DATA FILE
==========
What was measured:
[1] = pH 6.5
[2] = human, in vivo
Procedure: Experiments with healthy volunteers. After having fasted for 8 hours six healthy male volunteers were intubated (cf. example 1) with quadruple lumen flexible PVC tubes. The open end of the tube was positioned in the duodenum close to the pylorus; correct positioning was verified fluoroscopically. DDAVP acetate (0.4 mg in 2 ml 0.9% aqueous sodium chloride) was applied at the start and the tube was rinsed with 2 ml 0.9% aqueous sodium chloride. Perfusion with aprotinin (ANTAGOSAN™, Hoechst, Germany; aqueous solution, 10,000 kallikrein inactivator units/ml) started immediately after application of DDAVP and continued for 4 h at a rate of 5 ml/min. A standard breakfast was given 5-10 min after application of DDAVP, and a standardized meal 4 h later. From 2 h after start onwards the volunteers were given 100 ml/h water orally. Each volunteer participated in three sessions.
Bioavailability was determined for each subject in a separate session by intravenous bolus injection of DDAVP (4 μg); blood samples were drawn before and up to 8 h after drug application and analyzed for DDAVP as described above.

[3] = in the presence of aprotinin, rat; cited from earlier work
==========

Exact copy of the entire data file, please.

What was measured:
[1] = pH 6.5
[2] = human, in vivo
Procedure: Experiments with healthy volunteers. After having fasted for 8 hours six healthy male volunteers were intubated (cf. example 1) with quadruple lumen flexible PVC tubes. The open end of the tube was positioned in the duodenum close to the pylorus; correct positioning was verified fluoroscopically. DDAVP acetate (0.4 mg in 2 ml 0.9% aqueous sodium chloride) was applied at the start and the tube was rinsed with 2 ml 0.9% aqueous sodium chloride. Perfusion with aprotinin (ANTAGOSAN™, Hoechst, Germany; aqueous solution, 10,000 kallikrein inactivator units/ml) started immediately after application of DDAVP and continued for 4 h at a rate of 5 ml/min. A standard breakfast was given 5-10 min after application of DDAVP, and a standardized meal 4 h later. From 2 h after start onwards the volunteers were given 100 ml/h water orally. Each volunteer participated in three sessions.
Bioavailability was determined for each subject in a separate session by intravenous bolus injection of DDAVP (4 μg); blood samples were drawn before and up to 8 h after drug application and analyzed for DDAVP as described above.

[3] = in the presence of aprotinin, rat; cited from earlier work